Example from a sample report — available on request.

Example from a sample report — available on request.

What is a semiotic code?

A brand's functional values as well as its emotional values make up the brand's norms. These intangible norms are expressed via the brand's tangible forms: that is, everything from logo to pack design and advertising. The combination of intangible norm and tangible form is a "code." (Note: The codes of a category must be mutually exclusive, comprehensive, and fundamental.) By strategically conglomerating a unique, differentiating set of codes, a brand is able to create and maintain a uniquely meaningful identity.

Of course, the consumer also participates in a brand's meaning through interpretation. This interpretive process is a rapid and intuitive one, and it's guided and shaped by a subliminal, unspoken network of codes specific to a particular culture and/or market category at a particular point in time. At any given moment, the relationship of a particular code's norm and form seems — to the consumer — necessary, inevitable, and permanent. To a semiotician, however, the relationship between a code's form and norm is an arbitrary one, subject to habit and convention. As culture changes, habits and conventions change… and the meaning of codes changes. Brands that fail to keep abreast of these shifts will lose mindshare among consumers because the coding on which their communications activate will become clichéd and/or self-contradictory.

Example from a sample report — available on request.

Example from a sample report — available on request.

What is a cultural and/or market category?

Clients and agencies will already be familiar with the notion of a market category. In the 15+ years that we've been doing semiotic brand analysis — that is, since shortly after the discipline of commercial semiotics was first invented — we've conducted 100+ analyses in such market categories as alcohol (e.g., beer, spirits, mixed drinks), automotive (e.g., car brands, gasoline, tires); clothing and footwear (e.g., jeans, sneakers); confectionery and snacks (e.g., candy bars, ice cream, chips); cosmetics and beauty products (e.g., skin care, shampoo and hair color, bodywash and soap, scent, anti-aging products, sunblock); health and pharma (e.g., OTC and prescription meds for everything from ED to HIV to COPD, to diabetes, indigestion. allergies, and epilepsy); household maintenance (e.g., dish soap, detergent, fabric softener and scent, surface care, bleach); non-alcohol drinks (e.g., tea, juice, coffee, soda, iced tea); nutritional supplements (e.g., vitamins, minerals, fish oil, probiotics); personal effects and toiletries (e.g., deodorant, A/P, diapers, razors, toothpaste); and transport, travel, and tourism. CLICK HERE for a more complete list of the market categories we've analyzed.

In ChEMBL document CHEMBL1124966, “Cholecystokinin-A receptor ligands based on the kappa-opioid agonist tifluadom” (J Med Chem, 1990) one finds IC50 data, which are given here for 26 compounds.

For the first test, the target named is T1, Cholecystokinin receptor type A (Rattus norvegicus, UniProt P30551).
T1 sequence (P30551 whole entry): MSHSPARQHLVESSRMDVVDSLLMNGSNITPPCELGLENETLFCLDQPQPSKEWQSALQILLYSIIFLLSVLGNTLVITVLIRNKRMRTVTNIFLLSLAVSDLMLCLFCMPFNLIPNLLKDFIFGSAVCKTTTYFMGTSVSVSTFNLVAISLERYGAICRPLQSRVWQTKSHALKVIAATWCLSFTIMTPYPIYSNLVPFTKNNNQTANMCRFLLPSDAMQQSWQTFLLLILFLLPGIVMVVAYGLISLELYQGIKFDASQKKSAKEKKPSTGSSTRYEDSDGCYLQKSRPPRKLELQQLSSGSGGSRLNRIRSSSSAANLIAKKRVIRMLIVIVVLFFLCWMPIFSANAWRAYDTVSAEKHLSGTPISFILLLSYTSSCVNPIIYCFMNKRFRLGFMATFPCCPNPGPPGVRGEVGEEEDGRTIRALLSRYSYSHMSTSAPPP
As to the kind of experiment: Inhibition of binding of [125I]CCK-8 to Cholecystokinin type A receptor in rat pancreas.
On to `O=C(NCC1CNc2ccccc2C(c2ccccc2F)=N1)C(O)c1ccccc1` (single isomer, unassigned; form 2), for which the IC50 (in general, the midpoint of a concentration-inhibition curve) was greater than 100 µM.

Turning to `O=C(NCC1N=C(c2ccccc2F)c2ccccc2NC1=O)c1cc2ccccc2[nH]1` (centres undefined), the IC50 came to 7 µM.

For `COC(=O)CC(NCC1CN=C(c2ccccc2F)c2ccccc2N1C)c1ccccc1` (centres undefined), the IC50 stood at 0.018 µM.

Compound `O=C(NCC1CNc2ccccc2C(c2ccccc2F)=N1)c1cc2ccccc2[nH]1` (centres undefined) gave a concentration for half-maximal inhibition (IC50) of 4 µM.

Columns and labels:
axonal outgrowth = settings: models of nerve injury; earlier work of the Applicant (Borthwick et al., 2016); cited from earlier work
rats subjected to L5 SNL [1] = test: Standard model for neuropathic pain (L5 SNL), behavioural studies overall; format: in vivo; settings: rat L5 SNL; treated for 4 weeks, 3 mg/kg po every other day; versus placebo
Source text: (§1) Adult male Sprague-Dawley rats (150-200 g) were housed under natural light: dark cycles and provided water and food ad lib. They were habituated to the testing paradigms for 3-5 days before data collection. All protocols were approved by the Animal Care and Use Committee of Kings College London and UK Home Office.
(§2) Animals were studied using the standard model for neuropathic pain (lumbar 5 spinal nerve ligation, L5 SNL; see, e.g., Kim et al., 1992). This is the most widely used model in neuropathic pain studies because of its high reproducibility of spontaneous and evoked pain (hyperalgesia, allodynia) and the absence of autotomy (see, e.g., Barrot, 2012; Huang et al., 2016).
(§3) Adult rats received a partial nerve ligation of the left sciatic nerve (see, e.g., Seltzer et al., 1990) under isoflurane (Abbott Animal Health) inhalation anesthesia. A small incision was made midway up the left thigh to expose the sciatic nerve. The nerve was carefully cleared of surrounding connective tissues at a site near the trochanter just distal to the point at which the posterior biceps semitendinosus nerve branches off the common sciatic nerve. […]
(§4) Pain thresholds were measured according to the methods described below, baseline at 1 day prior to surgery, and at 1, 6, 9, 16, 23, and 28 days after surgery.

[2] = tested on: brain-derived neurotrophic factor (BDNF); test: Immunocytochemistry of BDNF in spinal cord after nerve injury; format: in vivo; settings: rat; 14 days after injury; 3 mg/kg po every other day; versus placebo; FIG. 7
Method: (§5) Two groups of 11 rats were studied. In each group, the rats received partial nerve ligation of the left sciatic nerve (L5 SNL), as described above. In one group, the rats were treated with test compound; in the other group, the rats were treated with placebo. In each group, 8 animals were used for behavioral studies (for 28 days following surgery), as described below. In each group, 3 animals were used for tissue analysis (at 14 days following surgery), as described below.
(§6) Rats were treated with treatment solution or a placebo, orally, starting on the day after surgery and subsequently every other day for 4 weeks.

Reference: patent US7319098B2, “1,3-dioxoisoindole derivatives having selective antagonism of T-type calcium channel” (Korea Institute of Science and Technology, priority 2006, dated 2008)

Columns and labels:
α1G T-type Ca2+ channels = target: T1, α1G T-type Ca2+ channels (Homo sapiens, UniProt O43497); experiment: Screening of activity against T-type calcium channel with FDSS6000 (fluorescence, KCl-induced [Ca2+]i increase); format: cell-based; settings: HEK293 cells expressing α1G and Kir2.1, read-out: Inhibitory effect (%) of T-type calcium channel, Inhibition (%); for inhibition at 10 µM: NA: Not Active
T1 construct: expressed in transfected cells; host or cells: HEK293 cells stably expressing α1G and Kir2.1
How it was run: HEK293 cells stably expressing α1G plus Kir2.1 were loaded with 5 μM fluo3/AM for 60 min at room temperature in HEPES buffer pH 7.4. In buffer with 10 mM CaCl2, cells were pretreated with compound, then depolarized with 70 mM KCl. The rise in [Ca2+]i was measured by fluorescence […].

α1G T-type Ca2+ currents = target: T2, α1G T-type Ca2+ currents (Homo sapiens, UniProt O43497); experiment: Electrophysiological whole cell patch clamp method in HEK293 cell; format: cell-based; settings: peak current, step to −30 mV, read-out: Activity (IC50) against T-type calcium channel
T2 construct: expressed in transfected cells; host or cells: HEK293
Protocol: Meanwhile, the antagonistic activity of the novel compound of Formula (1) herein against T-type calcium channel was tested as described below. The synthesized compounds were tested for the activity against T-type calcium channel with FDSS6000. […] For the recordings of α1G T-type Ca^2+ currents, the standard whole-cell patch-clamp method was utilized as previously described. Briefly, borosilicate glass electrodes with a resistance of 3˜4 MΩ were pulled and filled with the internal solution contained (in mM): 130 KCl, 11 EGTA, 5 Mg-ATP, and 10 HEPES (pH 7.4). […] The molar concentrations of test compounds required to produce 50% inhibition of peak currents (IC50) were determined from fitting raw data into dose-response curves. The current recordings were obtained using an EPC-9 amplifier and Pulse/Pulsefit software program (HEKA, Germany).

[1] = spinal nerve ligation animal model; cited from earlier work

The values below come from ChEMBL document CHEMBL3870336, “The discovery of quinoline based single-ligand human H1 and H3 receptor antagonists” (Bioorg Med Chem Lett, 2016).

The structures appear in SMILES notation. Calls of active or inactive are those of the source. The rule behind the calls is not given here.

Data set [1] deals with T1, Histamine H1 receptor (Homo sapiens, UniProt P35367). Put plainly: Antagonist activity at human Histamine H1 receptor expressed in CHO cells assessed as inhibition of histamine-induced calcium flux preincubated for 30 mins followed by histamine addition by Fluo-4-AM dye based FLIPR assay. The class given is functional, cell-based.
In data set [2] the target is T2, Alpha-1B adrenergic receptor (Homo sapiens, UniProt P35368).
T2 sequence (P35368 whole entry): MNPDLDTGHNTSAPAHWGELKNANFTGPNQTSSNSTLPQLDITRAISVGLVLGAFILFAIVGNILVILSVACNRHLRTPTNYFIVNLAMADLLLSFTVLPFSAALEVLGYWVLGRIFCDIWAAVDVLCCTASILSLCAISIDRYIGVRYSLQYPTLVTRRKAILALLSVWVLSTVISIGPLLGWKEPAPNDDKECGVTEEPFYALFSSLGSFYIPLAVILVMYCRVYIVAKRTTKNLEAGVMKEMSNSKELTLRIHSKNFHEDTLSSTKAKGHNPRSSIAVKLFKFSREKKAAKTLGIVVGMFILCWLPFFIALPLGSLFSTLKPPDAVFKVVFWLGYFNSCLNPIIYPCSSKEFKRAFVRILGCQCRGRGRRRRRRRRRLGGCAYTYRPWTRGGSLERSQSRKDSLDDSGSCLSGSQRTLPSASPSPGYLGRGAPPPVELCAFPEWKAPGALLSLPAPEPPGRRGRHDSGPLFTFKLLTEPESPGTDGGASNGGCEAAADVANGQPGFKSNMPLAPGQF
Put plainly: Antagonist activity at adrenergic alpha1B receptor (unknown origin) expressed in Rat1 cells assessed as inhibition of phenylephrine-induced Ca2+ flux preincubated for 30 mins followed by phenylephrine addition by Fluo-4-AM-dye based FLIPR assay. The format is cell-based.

A cultural category is a set of rational and emotional notions, prevalent in a particular culture at a particular point in time, about any topic or subject at all: "British-ness," for example. Or — to mention a handful of the cultural categories we've analyzed over the past 15+ years — "Italian-ness," "Chinese-ness," "positive aging," "premium-ness," "luxury," "clean," "soothing," "everyday health," "confidence," "happiness," "newness," "less is more," "illumination," "freshness," "relief," "invigoration," "decision making," "role models," and so forth. CLICK HERE for a more complete list of the cultural categories we've analyzed.

Example from a sample report — available on request.

Example from a sample report — available on request.

What is a category code map?

Once identified and classified, the codes of a cultural or market category can be organized into systems of relationships characterized by distinction and difference. For example, the codes of the US beer category can be sorted along a continuum ranging from idealized at one end to pragmatic at the other. By identifying two such continuums, we can create a framework of deep-rooted category dichotomies, a competitive positioning grid known within the discipline as a "semiotic square" and outside as a "code map."

This four-quadrant grid maps a complex holistic space, against which a brand and its competitive set can be precisely plotted — thus revealing which brands are directly competing for mindshare, and which are not. The category code map also reveals opportunity areas; because once we've input our data, we become aware of empty spaces. Whether or not these spaces are "own-able" by a particular brand is a question for brand planners and strategists, for whom the category code map is a supremely useful visualization tool.